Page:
Did you know that having diabetes means you’re at much greater risk of developing foot problems?
Walsall Healthcare has a specialist team dedicated to this area of care and is highlighting its work as part of Diabetes Week which runs until 14 June.
Dr Krishnasamy Senthil-Kumar, Ian Tarr, Lindsey Phillips and Alex Hadley make up this team which offers foot care to patients who have diabetic foot ulcers/infections and/or ischaemia which is a restriction in blood supply to tissues.
Specialist Podiatrist Lindsey said:
“We run a five day service of which half a day is a multi-disciplinary foot clinic in line with NICE Guidance. As podiatrists we offer:
- debridement/wound care
- specialist offloading methods such as footwear/boots
- dressing advice
- assess vascular and neurological status
- assess for infection and offer antibiotic therapy via a PGD or doctor’s prescription
- work closely with diabetes specialist nurses and diabetes consultants
- work closely with vascular team
- refer to diabetes therapies team for psychological input when required
“This is all done in outpatient clinics, ward visits and home visits. Our diabetes consultants who work closely with us assess diabetes control and offer overall medical management of the patient.”
Diabetic foot clinics have continued throughout the pandemic to stop patients being admitted into hospital with a foot infection.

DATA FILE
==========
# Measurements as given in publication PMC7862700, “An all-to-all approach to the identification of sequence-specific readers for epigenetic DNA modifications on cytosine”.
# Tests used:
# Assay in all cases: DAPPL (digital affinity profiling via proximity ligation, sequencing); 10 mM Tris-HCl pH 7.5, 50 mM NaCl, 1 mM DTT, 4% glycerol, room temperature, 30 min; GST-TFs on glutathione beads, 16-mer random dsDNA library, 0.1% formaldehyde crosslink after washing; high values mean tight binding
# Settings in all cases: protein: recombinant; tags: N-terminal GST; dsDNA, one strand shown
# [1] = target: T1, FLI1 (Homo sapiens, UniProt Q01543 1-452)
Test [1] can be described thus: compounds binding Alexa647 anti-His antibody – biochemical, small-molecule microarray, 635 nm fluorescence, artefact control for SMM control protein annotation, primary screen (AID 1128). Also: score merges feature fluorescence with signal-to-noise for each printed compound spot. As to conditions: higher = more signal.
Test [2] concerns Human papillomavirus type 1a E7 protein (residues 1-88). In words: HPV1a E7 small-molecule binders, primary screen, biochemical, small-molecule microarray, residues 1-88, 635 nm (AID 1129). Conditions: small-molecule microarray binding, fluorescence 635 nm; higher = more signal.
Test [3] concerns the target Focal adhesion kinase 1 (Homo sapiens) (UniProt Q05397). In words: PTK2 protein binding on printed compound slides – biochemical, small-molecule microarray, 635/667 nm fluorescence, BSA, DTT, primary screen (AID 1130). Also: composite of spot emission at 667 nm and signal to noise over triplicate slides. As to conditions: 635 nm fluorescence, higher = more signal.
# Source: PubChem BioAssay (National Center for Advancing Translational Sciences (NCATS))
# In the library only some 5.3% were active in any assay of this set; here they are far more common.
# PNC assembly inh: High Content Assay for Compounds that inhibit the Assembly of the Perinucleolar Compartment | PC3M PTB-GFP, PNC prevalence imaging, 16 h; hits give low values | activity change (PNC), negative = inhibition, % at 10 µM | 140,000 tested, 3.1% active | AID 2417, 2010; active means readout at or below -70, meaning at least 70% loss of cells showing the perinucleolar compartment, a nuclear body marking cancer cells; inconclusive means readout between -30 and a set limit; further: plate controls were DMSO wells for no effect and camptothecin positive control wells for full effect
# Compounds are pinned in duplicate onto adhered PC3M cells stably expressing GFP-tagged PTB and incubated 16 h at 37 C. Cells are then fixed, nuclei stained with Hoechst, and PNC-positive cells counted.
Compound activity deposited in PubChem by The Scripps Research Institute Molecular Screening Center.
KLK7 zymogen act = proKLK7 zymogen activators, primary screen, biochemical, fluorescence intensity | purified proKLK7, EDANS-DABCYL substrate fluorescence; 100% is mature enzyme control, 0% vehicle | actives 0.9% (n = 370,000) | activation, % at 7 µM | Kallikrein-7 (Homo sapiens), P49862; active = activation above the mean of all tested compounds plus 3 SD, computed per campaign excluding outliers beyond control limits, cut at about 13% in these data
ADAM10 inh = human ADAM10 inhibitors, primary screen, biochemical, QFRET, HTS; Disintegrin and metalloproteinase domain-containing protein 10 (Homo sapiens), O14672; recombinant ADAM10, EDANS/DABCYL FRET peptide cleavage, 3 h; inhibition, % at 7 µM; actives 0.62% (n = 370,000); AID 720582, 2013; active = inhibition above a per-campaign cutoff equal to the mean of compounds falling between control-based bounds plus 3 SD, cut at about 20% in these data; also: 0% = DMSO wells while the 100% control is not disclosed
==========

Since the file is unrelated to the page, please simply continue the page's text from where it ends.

Specialist Podiatrist Alex explained:
“Quite a few of our patients have been sceptical about coming to appointments so we have carried out phone advice or even seen them at home for care.”
When asked what they like most about their job Extended Scope Practitioner (Podiatrist) Ian said:
“Working as a team with multiple professions and offering patients a holistic treatment is really rewarding and to see amputation rates have reduced in Walsall just shows that this is working which is great.”
And on the other hand the most difficult part of the job is:
“Ensuring contact is made with all patients that require diabetic foot care.”
Diabetes Lead Consultant Dr Senthil-Kumar added:
“The earlier we see someone with a diabetic foot ulcer the better the outcome will most likely be so early referral is vital. Generally we can see a patient within 48 hours so please refer at first presentation of the wound.”
The team would like more people to know about how important feet are when it comes to diabetes.
“Check your feet at least once a day and see your GP/Practice Nurse for a referral to a Podiatrist at the first sign of any problems. A lot of self-care and prevention advice can be found on the Diabetes UK website.”